CLEMSON—Although running back Lyn-J Dixon did not play in the Clemson Tigers’ dominating victory against the Alabama Crimson Tide during last year’s title game, he left an indelible mark on the season and high expectations heading into his sophomore year.
As a true freshman in 2018, Dixon recorded 547 rushing yards and five touchdowns. Perhaps most impressively, Dixon’s rushing average of 8.8 yards per carry was actually higher than standout junior rushing back Travis Etienne’s (8.1 yards), and Dixon, now a sophomore, was fifth in the nation in that category among qualified backs a year ago.
Despite those accolades, running backs coach Tony Elliott said he did not want Dixon to rest on his achievements from last season, noting that he hoped Dixon would return to the field in the “right state of mind” and focus on improving his technique going forward.
“Running with the football, he's got to get his pad level down and what not at times,” Elliott said. “I want to see that, that he's really, really progressed his upper body strength, so he's more confident in his technique and pass protection.”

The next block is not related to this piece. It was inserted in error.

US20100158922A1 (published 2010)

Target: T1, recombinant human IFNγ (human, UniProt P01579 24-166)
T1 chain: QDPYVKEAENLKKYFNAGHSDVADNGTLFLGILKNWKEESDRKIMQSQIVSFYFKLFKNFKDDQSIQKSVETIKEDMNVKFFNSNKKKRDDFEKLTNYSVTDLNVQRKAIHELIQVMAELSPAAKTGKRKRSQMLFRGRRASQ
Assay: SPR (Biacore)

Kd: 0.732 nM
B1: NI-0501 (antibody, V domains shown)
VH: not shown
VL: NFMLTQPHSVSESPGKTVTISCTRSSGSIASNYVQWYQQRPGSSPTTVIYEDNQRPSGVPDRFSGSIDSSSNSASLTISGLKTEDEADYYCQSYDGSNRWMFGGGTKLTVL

Dixon also needs to get acclimated to being a leader for other players on the team, Elliott said.
“I want to see him accept his role as a leader now, even though he’s just a sophomore,” Elliott said. “... Now he's going to be in a position where he's going to be called upon by his teammates to be a leader, so those are the things I want to see him do.”
Just like coaches expected Etienne to eventually adopt his role as a leader of the running backs as he matured, Elliott will also look to Dixon to follow suit.
“(I) just told him that, ‘Hey, he might have thought that he had a little bit of time, but everything happens for a reason, and now (the) guys on his team are expecting him to just step in’,” Elliott said, relaying a previous conversation. “But the biggest thing is try not to do too much. You know, just be who you are. Just focus on the things that we talked about in our green room every single day, and if you do that, then the leadership will come.”
Elliott said that coming into the program, Dixon and Etienne did not necessarily embrace their role as leaders on the team because Clemson already had running back leadership in place, but both the sophomore and junior have begun adopting a more serious demeanor working with coaches and fellow players.
“They're similar,” the coach said. “Both of them got great personalities, and you can tell coming in the door as freshman, they're kind of just happy to be here,” Elliott said. “They knew they had some veteran leadership in front of them, so they really didn't necessarily embrace that role.
“... I've noticed a bit of transition in their personality from their freshman to their sophomore year,” he added. “They're a little more serious about their business, and that's what you need to see.”